NBC, after all, is the network that gave us the first announcer-free NFL telecast (Jets-Dolphins in 1980) and the NFL’s first female play-by-play announcer (Gayle Sierens in 1987). Robert Hyland, Rob’s grandfather, hired a youthful Bob Costas to call Spirits of St. Louis ABA games on KMOX radio in the ‘70s.
Innovation is in Hyland’s DNA.
He has used drone-mounted cameras, for instance, on wide shots in horse racing coverage, but he isn’t quite ready to bring those into a football stadium packed with humans.
“I think drones provide great imagery,” Hyland said. “The problem with drones is the (Federal Aviation Administration) has a major issue with those things flying over human beings, I kind of agree with it. I’m not really comfortable with doing that yet.”
While the SkyCam system is supported by multiple cables and backed up with a series of security measures, drones remain susceptible to wind gusts and other potential mishaps.
What about embedding a chip-sized camera in the football itself? From his NFL days, including Thursday Night Football, Hyland knows there’s already a chip inside the game balls “with data the league has not provided to us yet.” He’d love to be able to share that real-time data with his viewers in terms of ball speed, height and distance traveled, but it doesn’t sound like a BallCam is exactly in development yet.
“You know what, never say never,” Hyland said with a laugh. “I don’t have the easy answer of how to make that happen yet, but I will sure as heck pursue it.”
Watching the experimental telecasts of the short-lived Alliance of American Football this spring only encouraged Hyland to take more chances and pursue further innovation. He muses about outfitting players with wireless microphones and taking unimpeded viewers into the replay booth, which might have been the best thing about the AAF.
“How cool was that, right?” Hyland said. “As sports gambling becomes more prevalent in our country, viewers are going to want to hear those conversations with complete transparency.”
READY FOR ANYTHING
As for potential drawbacks on Saturday, Hyland and director Pierre Moossa have their fingers crossed that Flutie and his camera person (of Notre Dame’s choosing) won’t get plowed over by some 300-pound Irish lineman.
“I’m more worried about the camera operator than I am Doug Flutie,” Hyland said. “Our Heisman Trophy winner can probably dodge a (player) if there’s an interception or change of direction. I hope our camera is ready to move around quickly if need be. I don’t know his or her measurables.”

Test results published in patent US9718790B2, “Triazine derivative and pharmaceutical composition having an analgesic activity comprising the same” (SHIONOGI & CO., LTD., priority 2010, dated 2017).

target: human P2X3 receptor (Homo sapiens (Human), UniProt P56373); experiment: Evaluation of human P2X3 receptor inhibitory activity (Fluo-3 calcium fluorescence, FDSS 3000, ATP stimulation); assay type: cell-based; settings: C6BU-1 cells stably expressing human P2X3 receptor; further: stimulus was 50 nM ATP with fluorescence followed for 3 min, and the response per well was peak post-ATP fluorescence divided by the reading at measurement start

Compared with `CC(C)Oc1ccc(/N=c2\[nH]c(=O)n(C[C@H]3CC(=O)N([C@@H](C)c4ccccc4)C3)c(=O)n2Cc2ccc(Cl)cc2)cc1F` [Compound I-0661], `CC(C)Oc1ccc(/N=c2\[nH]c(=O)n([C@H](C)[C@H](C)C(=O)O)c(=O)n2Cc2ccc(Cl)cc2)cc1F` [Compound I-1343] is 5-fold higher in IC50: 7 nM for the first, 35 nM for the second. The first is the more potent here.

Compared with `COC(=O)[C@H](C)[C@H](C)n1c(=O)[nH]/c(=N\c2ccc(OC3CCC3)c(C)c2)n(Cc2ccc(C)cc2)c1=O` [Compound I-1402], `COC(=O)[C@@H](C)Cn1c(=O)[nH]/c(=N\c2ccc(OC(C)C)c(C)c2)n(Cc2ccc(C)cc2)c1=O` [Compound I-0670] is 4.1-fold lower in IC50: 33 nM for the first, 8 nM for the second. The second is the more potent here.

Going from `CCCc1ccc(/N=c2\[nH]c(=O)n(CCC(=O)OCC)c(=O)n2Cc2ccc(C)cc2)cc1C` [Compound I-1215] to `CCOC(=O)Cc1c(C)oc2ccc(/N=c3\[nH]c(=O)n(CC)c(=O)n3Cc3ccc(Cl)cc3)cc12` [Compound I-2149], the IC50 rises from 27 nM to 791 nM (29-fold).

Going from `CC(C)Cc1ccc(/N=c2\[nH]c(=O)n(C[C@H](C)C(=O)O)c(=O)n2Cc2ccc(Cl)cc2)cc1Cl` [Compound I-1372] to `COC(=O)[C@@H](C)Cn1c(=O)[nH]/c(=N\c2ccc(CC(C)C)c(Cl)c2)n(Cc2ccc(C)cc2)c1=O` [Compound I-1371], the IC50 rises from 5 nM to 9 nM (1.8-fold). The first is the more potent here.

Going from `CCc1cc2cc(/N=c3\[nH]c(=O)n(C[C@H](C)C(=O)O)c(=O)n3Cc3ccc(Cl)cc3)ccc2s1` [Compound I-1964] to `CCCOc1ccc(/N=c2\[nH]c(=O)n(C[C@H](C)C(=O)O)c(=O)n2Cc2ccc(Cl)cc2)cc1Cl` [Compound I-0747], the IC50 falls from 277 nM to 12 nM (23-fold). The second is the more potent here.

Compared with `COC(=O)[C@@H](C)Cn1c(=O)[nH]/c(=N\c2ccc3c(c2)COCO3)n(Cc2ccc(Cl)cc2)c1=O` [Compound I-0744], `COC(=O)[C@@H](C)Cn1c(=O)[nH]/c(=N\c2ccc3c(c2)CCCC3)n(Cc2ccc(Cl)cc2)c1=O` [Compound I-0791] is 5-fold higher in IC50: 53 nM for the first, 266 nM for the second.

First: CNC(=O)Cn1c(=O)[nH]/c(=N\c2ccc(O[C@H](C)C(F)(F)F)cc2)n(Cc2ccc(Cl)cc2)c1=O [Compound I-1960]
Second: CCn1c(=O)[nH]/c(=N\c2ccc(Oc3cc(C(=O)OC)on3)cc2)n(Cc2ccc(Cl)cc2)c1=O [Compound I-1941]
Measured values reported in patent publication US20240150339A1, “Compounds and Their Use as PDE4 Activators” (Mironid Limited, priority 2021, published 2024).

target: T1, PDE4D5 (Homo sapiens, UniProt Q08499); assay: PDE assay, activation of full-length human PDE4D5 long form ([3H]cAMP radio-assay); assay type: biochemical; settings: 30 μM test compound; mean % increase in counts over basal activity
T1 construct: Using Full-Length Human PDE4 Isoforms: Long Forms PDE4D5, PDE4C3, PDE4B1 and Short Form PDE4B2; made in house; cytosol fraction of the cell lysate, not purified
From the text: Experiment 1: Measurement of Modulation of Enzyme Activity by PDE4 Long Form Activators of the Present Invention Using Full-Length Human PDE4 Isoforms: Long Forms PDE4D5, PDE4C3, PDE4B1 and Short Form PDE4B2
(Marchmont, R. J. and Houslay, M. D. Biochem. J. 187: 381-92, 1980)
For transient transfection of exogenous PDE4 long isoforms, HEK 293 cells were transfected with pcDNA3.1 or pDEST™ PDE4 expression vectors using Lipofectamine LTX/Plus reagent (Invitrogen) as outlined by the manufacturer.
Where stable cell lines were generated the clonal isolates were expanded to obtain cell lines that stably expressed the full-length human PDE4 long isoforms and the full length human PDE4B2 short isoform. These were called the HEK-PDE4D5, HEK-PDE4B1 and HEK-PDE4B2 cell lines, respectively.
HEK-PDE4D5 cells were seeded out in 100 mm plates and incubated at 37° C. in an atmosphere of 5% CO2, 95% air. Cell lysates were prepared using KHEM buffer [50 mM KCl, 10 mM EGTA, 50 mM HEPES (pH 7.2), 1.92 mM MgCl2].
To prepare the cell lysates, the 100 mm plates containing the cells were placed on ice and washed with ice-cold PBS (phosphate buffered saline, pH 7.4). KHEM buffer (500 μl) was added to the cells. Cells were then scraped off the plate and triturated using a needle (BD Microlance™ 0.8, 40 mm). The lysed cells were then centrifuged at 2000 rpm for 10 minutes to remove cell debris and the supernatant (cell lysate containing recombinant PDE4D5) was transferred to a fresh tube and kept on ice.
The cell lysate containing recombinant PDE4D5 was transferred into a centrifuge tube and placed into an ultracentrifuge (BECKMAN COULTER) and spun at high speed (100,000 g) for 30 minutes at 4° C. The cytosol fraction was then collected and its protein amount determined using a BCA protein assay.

There’s also the potential Flutie’s live mic will pick up more than the NBC folks intended as he roams from the field to the sideline huddles.
“If it gets heated down there, he’s got to either walk away from that situation or we are liable to hear some audio that we don’t want to,” Hyland said. “We’re going to be very cautious with where those microphones end up and how we use those.”
As Notre Dame’s broadcast partner, NBC will again take great pains not to compromise any privileged information or cross the line into becoming obtrusive. Flutie will likely share in-game banter with Kelly and his assistant coaches, which can only help recruiting, but he won’t be pulling Book or other players aside for pre-snap queries.
“They’ve been incredible partners with us and really have challenged us to think of the game and our broadcast differently,” Hyland said. “There’s a lot of trust in that challenge that, if we are going to provide greater access to our viewers, we’re not crossing any lines of confidentiality or putting student-athletes or coaches in a bad light.”
While spring games are typically forgotten as soon as the field is cleared, Saturday’s Blue-Gold Game is already sure to be a groundbreaking broadcast event.
“Anything to provide our viewers with greater access is going to be a win,” Hyland said. “Greater access for any sport will keep viewers engaged for a little bit longer.”
Follow Notre Dame Insider Mike Berardino on Twitter @MikeBerardino